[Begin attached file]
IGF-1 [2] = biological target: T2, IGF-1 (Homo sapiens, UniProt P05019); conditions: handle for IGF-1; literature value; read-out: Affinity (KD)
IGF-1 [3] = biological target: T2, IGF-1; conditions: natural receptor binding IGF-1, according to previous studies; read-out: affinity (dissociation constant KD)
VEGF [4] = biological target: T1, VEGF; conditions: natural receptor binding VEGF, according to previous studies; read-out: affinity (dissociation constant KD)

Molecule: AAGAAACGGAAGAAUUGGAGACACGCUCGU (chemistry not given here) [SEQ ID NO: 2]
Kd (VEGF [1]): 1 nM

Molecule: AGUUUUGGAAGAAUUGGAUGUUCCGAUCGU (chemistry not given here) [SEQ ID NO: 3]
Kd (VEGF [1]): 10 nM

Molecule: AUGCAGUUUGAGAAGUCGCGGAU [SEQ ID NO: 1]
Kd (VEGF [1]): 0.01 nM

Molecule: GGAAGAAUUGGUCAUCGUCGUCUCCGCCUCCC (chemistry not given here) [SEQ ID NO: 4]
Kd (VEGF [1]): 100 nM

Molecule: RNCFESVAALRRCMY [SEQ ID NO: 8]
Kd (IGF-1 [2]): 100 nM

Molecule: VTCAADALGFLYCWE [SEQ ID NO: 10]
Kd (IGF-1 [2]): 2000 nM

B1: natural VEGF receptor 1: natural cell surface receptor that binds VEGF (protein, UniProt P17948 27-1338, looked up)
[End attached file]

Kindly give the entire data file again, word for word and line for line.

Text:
IGF-1 [2] = biological target: T2, IGF-1 (Homo sapiens, UniProt P05019); conditions: handle for IGF-1; literature value; read-out: Affinity (KD)
IGF-1 [3] = biological target: T2, IGF-1; conditions: natural receptor binding IGF-1, according to previous studies; read-out: affinity (dissociation constant KD)
VEGF [4] = biological target: T1, VEGF; conditions: natural receptor binding VEGF, according to previous studies; read-out: affinity (dissociation constant KD)

Molecule: AAGAAACGGAAGAAUUGGAGACACGCUCGU (chemistry not given here) [SEQ ID NO: 2]
Kd (VEGF [1]): 1 nM

Molecule: AGUUUUGGAAGAAUUGGAUGUUCCGAUCGU (chemistry not given here) [SEQ ID NO: 3]
Kd (VEGF [1]): 10 nM

Molecule: AUGCAGUUUGAGAAGUCGCGGAU [SEQ ID NO: 1]
Kd (VEGF [1]): 0.01 nM

Molecule: GGAAGAAUUGGUCAUCGUCGUCUCCGCCUCCC (chemistry not given here) [SEQ ID NO: 4]
Kd (VEGF [1]): 100 nM

Molecule: RNCFESVAALRRCMY [SEQ ID NO: 8]
Kd (IGF-1 [2]): 100 nM

Molecule: VTCAADALGFLYCWE [SEQ ID NO: 10]
Kd (IGF-1 [2]): 2000 nM

B1: natural VEGF receptor 1: natural cell surface receptor that binds VEGF (protein, UniProt P17948 27-1338, looked up)